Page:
propane tank by simulating a house/garage fire. Turns out, the safety
valve on the tank purged the excess pressure that was built up due to
the heat of the fire creating something similar to a blow torch until
the tank was eventually empty, but they could not get the tank to
explode until they disabled the valve. And to think, these guys
actually get to call this kind of fun “work.”

Erich C. Shoemaker
www.ErichCDesigns.com


#11

Sigh, it’s not only about how safe you are. There is also your
neighbors and the fire department

It’s also about how safe the fire department is if they respond to a
fire at your location. It’s one of the reasons the fire department
maintains a database of what is going on at industrial and commercial
occupancies, and what ‘risks’ there are.

In a fire, a fireman might survive 1 or 2 1 pound tanks of propane
BLEVEing if he is standing near your house. He won’t survive a larger
tank. And even if you use one pound tanks, if a fire inspector finds
more than one full tank and one tank in use they will get huffy and
possibly issue you with a citation. Just remember citations are
public records and in larger cities, the insurance companies cull the
records and will ‘adjust’ your premium upwards (or cancel coverage)
if they see you are cited.

This is because when a Propane tank fails you get a phenomenon
called a BLEVE (Boiling Liquid Expanding Vapor Explosion). And before
you ask, no with acetylene tanks, there is a melt out plug in the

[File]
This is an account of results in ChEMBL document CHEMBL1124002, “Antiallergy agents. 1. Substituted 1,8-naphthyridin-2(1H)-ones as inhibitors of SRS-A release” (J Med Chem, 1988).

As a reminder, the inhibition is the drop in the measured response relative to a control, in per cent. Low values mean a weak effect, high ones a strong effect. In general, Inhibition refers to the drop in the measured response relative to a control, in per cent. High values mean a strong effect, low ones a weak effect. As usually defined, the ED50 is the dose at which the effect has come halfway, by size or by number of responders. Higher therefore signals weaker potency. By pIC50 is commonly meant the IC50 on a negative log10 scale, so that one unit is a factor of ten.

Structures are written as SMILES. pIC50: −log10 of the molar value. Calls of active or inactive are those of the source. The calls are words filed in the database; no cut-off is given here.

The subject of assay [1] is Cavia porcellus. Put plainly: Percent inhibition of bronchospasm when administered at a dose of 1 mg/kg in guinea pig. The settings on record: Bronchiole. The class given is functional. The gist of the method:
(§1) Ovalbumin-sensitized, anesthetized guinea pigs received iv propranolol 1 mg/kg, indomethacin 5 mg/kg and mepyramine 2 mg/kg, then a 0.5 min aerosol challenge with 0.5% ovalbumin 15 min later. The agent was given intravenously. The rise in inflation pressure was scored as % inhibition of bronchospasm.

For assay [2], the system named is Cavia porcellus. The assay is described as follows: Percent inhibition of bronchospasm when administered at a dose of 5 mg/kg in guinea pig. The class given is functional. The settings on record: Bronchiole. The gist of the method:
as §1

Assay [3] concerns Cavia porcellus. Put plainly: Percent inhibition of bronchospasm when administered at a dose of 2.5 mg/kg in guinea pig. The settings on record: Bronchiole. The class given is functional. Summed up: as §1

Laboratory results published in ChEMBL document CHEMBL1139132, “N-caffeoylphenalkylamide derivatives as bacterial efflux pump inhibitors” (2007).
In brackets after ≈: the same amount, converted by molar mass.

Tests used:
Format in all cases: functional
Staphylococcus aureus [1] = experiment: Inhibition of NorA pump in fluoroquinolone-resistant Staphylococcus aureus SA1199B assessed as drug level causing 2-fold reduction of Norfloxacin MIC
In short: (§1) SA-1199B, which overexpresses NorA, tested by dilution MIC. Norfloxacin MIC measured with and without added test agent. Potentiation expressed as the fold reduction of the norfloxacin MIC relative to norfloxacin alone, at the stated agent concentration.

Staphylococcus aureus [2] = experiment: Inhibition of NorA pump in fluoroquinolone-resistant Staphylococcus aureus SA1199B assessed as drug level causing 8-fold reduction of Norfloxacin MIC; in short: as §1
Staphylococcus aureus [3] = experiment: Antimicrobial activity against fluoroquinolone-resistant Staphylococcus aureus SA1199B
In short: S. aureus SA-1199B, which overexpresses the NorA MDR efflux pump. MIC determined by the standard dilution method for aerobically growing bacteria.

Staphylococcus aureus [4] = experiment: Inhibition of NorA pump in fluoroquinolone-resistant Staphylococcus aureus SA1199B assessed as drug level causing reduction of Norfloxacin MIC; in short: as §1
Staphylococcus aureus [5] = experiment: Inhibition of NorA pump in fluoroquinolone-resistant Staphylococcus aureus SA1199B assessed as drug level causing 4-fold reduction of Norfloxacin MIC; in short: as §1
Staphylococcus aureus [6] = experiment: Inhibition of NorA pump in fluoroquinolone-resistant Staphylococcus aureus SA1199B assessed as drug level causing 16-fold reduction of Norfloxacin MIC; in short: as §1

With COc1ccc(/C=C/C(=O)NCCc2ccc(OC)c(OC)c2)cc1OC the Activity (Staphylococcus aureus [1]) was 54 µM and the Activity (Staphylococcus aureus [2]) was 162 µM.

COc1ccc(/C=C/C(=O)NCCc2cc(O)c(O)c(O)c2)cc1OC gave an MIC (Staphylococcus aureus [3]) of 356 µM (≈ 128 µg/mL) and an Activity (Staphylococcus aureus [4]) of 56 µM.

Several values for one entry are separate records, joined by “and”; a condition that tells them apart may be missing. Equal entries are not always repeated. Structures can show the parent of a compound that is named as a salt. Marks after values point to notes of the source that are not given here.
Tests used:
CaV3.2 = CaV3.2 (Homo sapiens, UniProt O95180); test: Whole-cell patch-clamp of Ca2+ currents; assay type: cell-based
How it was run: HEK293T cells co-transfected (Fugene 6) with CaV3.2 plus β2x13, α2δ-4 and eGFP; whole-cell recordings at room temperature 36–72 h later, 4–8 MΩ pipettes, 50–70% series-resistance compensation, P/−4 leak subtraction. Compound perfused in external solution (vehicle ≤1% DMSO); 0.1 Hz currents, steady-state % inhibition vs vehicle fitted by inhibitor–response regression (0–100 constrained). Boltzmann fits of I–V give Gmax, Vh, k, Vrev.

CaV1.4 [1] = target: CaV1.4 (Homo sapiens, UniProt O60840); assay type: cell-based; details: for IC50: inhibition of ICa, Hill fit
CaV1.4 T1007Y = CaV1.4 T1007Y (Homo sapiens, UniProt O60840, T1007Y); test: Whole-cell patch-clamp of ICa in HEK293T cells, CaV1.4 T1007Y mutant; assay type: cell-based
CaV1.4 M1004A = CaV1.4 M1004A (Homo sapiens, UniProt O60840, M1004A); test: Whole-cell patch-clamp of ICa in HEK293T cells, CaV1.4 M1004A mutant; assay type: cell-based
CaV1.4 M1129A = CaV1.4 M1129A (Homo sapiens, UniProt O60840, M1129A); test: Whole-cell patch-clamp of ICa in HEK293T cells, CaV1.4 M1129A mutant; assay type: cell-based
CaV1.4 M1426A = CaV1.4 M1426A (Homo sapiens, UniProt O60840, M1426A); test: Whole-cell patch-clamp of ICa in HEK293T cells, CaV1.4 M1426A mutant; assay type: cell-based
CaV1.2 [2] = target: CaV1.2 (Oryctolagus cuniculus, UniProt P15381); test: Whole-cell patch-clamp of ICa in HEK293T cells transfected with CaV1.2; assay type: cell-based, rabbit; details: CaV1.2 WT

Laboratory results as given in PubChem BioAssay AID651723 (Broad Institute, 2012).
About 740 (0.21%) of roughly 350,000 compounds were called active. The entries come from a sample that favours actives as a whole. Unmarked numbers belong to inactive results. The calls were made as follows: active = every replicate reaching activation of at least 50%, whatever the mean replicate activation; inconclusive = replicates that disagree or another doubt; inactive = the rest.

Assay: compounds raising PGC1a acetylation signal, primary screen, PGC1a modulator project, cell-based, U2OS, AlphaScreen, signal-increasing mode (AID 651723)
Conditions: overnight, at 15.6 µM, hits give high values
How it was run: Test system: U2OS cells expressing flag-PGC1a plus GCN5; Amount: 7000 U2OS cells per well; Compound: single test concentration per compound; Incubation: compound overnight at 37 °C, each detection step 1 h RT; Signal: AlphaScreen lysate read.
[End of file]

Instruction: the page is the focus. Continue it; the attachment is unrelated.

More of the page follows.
bottom that melts around 300 degrees and while you might get a strong
fire, you don’t get a BLEVE. Oxygen again when the rupture disk lets
go you will get the intensification of a fire, but no explosion. (For
those who watch programs like “Destroyed in seconds” tank failure at
an acetylene depot is a whole different ballgame, you don’t get those
kind of heat flux’s in a normal fire, and most of the acetylene
’rockets’ are caused by the tank being holed by debris from a
different tank exploding, thus creating an interesting pinwheel
effect.)

Only Propane is stored in a liquid state (at least that any of you
would be near (I say this because I am sure someone will email me and
say but NASA has lots of liquid gases and hospitals have a tank
outside of LOX)). This is why the code requires, larger tanks be
stored outside a dwelling. it’s also why some fire departments use a
penetrating T bar and a chain to rip garage doors off houses that are
heavily involved… they want to make sure some idiot has not stored
a gas BBQ in the garage.

Kay


#12
but it is difficult to know how full your propane tank really is. 

I bought a little magnetic plastic thingy at the hardware. You stick
it on the side of your propane tank and, by sensing the temperature
of the propane inside the tank, it shows you how full the tank is.
It is designed for the tanks used for barbecue grills but I don’t see
why it wouldn’t work on the little disposables too.

John
Indiana


#13
I bought a little magnetic plastic thingy at the hardware. You
stick it on the side of your propane tank and, by sensing the
temperature of the propane inside the tank, it shows you how full
the tank is. It is designed for the tanks used for barbecue grills
but I don't see why it wouldn't work on the little disposables too. 

Those things work on temperature, and it’s still only an indication.

Sometimes full tanks freeze up and stop working. You either wait or
put the lot in a tub of water, then you’re good to go again.

Having a propane tank that would not run my forge and was showing up
empty with a stick on gauge, I attached my Bernzomatic JTH-7 and the
torch ran for a further 2 weeks… on an “empty” tank :smiley:

Regards Charles